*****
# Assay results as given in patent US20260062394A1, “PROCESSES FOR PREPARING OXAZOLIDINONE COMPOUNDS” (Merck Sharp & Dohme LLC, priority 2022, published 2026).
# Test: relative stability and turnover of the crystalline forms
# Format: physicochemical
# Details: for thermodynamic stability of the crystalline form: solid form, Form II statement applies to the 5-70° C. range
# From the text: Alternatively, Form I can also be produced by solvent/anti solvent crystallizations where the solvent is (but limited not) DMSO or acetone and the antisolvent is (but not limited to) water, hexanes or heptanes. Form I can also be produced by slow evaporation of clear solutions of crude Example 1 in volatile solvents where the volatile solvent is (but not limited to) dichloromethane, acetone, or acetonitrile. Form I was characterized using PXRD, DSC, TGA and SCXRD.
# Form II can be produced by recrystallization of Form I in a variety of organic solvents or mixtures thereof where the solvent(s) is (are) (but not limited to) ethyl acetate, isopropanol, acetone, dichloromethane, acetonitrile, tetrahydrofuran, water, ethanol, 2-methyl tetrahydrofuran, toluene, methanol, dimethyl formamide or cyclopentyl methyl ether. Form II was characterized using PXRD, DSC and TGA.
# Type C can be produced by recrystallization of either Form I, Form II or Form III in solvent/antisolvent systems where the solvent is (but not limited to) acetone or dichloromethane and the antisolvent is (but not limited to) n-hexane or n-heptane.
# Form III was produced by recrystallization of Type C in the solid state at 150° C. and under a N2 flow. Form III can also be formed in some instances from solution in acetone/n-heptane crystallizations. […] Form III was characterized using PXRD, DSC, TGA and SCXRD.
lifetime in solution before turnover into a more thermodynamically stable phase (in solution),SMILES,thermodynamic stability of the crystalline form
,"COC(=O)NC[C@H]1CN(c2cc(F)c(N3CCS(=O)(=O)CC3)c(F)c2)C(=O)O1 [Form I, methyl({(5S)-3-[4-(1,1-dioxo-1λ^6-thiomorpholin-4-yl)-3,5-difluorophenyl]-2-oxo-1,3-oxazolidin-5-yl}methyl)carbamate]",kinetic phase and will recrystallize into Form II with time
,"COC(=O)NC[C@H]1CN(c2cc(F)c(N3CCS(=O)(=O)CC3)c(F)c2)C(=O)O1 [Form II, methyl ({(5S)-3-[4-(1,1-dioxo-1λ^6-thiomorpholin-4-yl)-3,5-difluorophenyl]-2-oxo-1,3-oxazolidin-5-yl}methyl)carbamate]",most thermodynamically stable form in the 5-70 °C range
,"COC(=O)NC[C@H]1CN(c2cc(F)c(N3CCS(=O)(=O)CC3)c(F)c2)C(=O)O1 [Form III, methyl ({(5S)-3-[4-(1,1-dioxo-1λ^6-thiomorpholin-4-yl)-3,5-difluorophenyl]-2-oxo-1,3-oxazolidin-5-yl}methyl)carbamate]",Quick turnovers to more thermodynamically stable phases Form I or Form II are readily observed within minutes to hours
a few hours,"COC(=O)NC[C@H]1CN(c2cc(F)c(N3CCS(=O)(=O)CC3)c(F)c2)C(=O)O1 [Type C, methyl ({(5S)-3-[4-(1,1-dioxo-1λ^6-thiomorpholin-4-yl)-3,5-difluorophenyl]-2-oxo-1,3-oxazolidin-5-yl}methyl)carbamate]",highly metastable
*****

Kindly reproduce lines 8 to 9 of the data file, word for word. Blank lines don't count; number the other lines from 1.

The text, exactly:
# Form III was produced by recrystallization of Type C in the solid state at 150° C. and under a N2 flow. Form III can also be formed in some instances from solution in acetone/n-heptane crystallizations. […] Form III was characterized using PXRD, DSC, TGA and SCXRD.
lifetime in solution before turnover into a more thermodynamically stable phase (in solution),SMILES,thermodynamic stability of the crystalline form